Korea needs family-friendly corporate culture
Commissioner, Invest Korea
I recently visited the U.S. Department of Commerce, home to Select USA, America’s investment promotion agency. At about 5 p.m., I noticed two women pushing tandem strollers of about ten babies through the building. They were from the U.S. Department of Commerce’s daycare center, and the babies were being brought back to their parents.
So this is how it works. I was enthralled.
Statistics Korea recently reported that the birth rate among women of peak childbearing age rose slightly, from 1.149 to 1.226 children per woman in 2010.
The rise was attributed to three factors: more women than men in the age group getting married and capable of giving birth, as these women are the children of baby boomers born between 1955 and 1963; stronger economic growth last year than in the previous year; and government’s birth incentives, including financial support for education and lunch fees.
Still, Korea’s fertility rate is below the average of 2.1 children per woman needed to maintain current population levels. According to Statistics Korea, the upward trend is likely to continue briefly before the birth rate falls again.
As the low birth rate and an aging population can reduce our potential growth, rattle our social safety net and result in huge sovereign debt, as was the case in southern European countries, we must be aware of the negative effects of low birth rate on society and the reasons behind the decline in births to find a solution.
In the future, low birth rates could mean fewer young adults caring for elderly family members, increased public spending on pensions and healthcare, an older and less-adaptable workforce and, possibly, shrunken domestic savings.
Factors contributing to low birth rates are many, including the higher educational attainment of women, their growing aspirations to be economically active and their ranking of parenthood as a less-important life goal than it previously was.
Many academics add that the burdens women face in the workplace are a crucial factor, given that more women are working.
Surveys show that incompatibility between professional and family roles and a lack of childcare support, in addition to financial constraints, are the top concerns limiting larger families.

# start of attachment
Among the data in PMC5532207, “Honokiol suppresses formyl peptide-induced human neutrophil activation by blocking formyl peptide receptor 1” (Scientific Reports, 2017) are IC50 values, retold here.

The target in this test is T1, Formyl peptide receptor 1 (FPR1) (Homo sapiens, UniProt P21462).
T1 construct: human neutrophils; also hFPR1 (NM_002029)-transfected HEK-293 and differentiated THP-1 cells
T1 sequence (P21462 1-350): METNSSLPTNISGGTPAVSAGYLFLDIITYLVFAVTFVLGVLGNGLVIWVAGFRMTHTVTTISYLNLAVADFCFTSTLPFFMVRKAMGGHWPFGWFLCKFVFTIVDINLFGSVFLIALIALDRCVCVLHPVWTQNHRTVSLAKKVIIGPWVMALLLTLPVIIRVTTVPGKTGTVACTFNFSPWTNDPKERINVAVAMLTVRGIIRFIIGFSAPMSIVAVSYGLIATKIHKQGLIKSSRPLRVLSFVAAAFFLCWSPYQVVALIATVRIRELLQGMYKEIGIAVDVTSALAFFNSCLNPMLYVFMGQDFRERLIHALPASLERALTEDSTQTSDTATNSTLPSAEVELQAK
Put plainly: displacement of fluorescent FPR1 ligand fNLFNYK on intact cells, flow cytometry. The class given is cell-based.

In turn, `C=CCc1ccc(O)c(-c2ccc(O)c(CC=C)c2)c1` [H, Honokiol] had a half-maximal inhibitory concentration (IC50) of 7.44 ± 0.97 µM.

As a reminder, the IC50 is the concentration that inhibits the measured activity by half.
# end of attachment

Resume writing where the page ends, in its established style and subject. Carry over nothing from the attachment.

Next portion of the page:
What parents, and married working women in particular, need are measures to help them cope with work and family, easier access to more affordable childcare and financial incentives.
In other words, employers need to step in and support better work-life practices. They should also be aware that the indirect costs of child rearing fall mainly on women, while direct costs are shared by both parents. Indirect costs refer to the loss of income after a birth due to foregone earnings when parents stop working, work less or experience a decline in their career prospects.
Yuhan-Kimberly has showed how well it can work when companies get involved. The fertility rate of its employees in 2010 was 1.84, outpacing Korea’s 1.22.
Since 2006, the company has executed a corporate policy of family-friendly business including seminars for pregnant workers, a baby-nurturing culture, an in-house childcare center and flexible work hours. In 2010, the company’s maternity leave rate was 69 percent.
Yuhan-Kimberly solved the work/family incompatibility problem by developing a family-friendly corporate culture.
Of course, companies can only do so much with respect to practices and policies. The government must establish a framework in which companies can better support employees.
The government should, for example, give tax benefits compensating for costs incurred to companies with measures to alleviate the pressures and insecurities female employees face in deciding whether to have children.
A family-friendly corporate culture is the key to high birth rates. In other words, people need to stop having to choose between work and child rearing. A balance must be struck between the two, and for this to happen, society must change its mentality about work and family.